by Richard S. Sloma ‧ RELEASE DATE: Oct. 1, 1985
An estimably practical, step-by-step guide that provides detailed directions for identifying and correcting the problems of manufacturing enterprises in financial difficulties. A corporate executive turned author, Sloma points out early on that turnaround candidates need not be in extremis, sinking dramatically in seas of red ink; many, in fact, may only be headed for trouble or failing to realize their profit potential. With the assurance of an old hand, he catalogs more than two dozen symptoms of immediate and/or eventual distress; among the possibilities are margin erosion and increases in unit labor costs. Next, Sloma lists nearly 50 diagnostic/analytic tools (ranging from reliably audited income statements and balance sheets through capacity utilization rates) that can be used to determine the extent and nature of the company's woes. When it comes to input data, though, he commends the art of approximation, noting that ""precision will clearly identify a particular spruce, but it sure as hell won't tell you what the forest is all about."" Likewise, Sloma favors ""sanity checks"" to ensure that bold recovery plans do not violate operational realities--or common sense. Once requisite judgment calls have been made on just what ails a struggling firm, it's time for remedial action. Sloma offers over 30 prescriptions, cautioning they must prove effective, not just efficient or expedient. On grounds that uncertainty is prospectively more disruptive than misinformation, he emphasizes the importance of keeping the work force, creditors, customers, and other interested parties fully advised. Among other measures, Sloma suggests deep-discount sales of slowmoving inventory (to raise cash), renegotiation of bank lines as well as union contracts, elimination of unprofitable accounts, and judicious price increases (which can produce an interim gain in orders from customers eager to stock up before higher postings take effect). He also outlines ways in which turnaround managers can keep tabs on their handiwork, e.g., by monitoring compensation/revenue ratios or other telltale indicators over time. Pragmatic, practicable counsel from a pro.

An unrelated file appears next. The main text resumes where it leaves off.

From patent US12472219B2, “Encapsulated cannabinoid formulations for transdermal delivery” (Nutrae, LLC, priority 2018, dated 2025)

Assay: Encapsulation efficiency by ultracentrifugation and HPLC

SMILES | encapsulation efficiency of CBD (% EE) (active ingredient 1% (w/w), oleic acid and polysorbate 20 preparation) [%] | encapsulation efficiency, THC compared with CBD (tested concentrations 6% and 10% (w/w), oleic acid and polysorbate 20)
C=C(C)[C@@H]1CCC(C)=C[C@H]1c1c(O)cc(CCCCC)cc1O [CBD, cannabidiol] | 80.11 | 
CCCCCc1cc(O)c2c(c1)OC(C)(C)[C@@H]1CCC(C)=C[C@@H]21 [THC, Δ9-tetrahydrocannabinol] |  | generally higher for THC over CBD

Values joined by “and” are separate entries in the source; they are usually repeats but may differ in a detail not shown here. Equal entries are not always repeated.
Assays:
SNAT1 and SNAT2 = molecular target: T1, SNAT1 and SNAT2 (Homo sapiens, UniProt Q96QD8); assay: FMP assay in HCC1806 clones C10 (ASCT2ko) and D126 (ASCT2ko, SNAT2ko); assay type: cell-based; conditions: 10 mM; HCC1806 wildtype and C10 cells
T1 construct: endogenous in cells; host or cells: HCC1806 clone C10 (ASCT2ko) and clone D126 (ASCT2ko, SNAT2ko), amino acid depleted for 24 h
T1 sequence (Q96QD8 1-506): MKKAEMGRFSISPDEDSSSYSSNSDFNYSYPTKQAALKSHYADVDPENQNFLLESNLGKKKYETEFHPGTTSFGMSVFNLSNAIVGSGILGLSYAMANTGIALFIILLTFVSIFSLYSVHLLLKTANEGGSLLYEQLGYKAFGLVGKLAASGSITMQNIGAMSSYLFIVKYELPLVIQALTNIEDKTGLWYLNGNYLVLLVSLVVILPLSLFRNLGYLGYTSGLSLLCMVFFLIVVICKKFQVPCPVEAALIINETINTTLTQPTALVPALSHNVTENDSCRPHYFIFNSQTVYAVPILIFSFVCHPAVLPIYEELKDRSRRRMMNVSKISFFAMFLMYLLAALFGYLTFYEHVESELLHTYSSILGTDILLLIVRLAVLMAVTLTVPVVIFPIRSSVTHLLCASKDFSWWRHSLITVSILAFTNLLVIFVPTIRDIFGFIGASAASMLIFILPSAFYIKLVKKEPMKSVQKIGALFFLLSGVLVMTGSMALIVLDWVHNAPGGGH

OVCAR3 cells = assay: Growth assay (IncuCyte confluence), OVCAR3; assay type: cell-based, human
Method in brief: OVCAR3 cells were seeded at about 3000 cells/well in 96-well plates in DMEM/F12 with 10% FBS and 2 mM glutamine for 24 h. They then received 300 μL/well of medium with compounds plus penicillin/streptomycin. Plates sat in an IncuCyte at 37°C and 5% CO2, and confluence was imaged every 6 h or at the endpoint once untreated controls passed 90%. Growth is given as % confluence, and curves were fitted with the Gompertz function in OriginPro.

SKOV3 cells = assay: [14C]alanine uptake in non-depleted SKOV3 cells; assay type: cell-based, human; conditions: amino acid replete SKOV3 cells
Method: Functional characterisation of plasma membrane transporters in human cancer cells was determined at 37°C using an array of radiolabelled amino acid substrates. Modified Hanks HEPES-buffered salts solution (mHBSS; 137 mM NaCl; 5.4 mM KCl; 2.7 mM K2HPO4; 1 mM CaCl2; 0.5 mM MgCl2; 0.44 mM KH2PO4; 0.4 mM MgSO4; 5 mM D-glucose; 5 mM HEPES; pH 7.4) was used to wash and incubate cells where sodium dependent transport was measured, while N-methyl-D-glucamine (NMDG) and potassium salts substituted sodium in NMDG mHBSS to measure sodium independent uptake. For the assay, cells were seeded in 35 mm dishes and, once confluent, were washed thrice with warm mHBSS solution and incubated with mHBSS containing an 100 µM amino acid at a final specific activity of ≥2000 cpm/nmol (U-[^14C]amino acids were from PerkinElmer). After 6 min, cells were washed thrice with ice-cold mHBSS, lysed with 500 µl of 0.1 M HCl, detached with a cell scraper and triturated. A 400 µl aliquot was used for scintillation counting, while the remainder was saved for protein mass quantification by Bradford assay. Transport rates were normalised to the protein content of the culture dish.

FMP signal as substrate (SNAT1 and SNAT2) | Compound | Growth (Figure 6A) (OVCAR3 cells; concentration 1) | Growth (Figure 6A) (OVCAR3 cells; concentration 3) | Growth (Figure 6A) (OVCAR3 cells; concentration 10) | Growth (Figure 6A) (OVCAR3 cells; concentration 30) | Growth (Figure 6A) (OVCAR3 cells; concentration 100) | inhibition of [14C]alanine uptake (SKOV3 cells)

Pub Date: Oct. 1, 1985
Page Count: -
Publisher: Free Press/Macmillan
Review Posted Online: N/A
Kirkus Reviews Issue: Sept. 15, 1985
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